There is one letter from Carel Weight to Ruth Borchard. Dated ‘7th July, 1961’, it is headed ‘ROYAL COLLEGE OF ART, School of Painting PROFESSOR CAREL WEIGHT, A.R.A., RBA, London SW7’. The letter begins:
‘I can let you have a very early self-portrait for twenty guineas. This work was painted somewhere about 1930 and was, in fact, shown in the Academy 1931 (my first exhibited picture). The picture is at the moment at the Royal College of Art, Exhibition Road… I wondered if you were passing some time you would like to come and see it…’
Weight, who was born in London in 1908, would have been about twenty-two when he painted this picture. He depicts himself with a slightly bouffant hairstyle (with one lock casually falling over his forehead) at a time when, as the novelist/painter Denton Welch (a young student contemporary of Weight’s at Goldsmith’s School of Art in the early 1930s) noted, barbers invariably made sarcastic comments about unruly ‘haystacks’ if their male clients’ hair showed even modest growth. This, along with the round, metal-rimmed ‘specs’ over painfully self-conscious eyes and high-necked, vivid-red jersey, help mark out Weight as a sensitive young aesthete. (Similar details are present, along with the full red lips, in another self-portrait – now in the National Portrait Gallery Collection – from about the same date, showing Weight as a slim, delicate youth, holding in his hand a vase of flowers, with a lithe, sexually ambiguous figure on it.)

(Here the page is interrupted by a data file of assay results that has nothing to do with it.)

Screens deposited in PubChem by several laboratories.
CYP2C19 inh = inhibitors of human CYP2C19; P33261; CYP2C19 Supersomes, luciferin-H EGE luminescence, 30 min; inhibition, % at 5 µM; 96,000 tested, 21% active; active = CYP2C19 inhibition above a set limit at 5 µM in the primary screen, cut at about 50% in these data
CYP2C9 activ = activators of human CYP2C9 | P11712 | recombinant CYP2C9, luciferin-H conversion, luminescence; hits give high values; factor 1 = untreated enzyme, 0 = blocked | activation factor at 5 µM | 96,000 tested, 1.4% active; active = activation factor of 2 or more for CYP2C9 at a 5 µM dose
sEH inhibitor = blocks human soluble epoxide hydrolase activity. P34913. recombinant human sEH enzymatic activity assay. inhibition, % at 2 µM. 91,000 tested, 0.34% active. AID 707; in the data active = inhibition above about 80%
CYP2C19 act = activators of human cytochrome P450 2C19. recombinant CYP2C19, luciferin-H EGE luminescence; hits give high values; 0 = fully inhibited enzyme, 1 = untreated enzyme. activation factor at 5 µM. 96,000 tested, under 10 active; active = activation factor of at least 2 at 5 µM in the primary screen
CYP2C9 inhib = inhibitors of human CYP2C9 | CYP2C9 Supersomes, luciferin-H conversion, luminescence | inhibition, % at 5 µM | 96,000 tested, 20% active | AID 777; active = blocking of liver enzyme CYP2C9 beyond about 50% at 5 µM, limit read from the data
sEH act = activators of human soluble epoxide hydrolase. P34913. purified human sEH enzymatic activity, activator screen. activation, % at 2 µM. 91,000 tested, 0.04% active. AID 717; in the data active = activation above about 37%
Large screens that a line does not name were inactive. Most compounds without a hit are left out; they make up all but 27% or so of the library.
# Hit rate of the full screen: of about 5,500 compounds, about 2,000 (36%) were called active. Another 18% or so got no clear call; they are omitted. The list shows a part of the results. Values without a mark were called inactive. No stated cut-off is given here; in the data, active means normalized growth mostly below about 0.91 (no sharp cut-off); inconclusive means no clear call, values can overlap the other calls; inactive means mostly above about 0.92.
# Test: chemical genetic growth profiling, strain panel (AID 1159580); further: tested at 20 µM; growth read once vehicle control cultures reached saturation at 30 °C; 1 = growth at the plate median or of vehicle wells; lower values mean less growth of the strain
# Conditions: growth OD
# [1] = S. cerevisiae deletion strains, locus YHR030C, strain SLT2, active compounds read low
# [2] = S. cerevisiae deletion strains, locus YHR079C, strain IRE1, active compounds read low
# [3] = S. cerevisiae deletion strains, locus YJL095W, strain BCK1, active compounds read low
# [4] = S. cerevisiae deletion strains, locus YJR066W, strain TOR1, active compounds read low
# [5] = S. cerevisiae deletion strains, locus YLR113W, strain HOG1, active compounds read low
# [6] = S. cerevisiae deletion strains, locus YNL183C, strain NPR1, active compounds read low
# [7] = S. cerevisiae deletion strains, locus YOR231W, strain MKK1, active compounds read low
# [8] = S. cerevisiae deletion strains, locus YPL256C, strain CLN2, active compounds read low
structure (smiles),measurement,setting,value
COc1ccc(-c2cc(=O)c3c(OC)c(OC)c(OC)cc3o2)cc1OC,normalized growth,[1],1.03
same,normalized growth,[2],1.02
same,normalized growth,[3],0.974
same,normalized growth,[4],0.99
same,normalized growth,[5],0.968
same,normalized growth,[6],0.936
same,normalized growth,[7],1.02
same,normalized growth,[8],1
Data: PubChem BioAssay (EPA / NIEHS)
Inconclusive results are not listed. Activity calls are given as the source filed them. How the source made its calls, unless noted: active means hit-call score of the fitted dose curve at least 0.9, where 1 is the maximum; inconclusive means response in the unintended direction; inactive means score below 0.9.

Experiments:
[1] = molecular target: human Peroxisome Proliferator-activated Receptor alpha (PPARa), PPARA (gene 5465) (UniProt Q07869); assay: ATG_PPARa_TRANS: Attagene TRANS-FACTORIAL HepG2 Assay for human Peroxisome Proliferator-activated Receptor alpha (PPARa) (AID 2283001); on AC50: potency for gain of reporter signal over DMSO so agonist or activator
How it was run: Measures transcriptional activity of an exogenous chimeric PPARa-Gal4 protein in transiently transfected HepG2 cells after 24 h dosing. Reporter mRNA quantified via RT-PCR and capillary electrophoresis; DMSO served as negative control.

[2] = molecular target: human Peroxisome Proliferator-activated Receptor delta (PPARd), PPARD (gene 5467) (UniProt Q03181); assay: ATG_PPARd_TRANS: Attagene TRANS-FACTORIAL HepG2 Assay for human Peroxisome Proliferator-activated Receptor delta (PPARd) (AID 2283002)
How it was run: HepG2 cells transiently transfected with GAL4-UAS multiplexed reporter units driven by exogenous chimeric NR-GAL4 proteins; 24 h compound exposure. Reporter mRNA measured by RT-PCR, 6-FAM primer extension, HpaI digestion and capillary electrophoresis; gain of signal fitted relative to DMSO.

The pouting lips here make a self-exploratory moue in which the artist appears to be flirting with the idea of his own budding sensuality. The scarlet of his jersey seems to evoke his physical and imaginative vivacity. Yet his quite studied pose seems to hint that the artist is half in love with and half terrified by what his look might uncover.
In 1947 Weight started teaching at the Royal College of Art, and was Professor of Painting there from 1957-73. He is primarily known for his metaphysically charged narrative paintings, in which human figures are often pictured as claustrophobically stranded by, or fleeing from, unknown dramas in sinister suburban streets or rooms, or in gardens at dusk. A 1974 Portrait of the Artist in a Cold Studio, shows Weight muffled in overcoat and hat, peering straight at us (no longer looking askance as in early self-portraits). An incipient smile is inhibited by the sheer coldness of the day.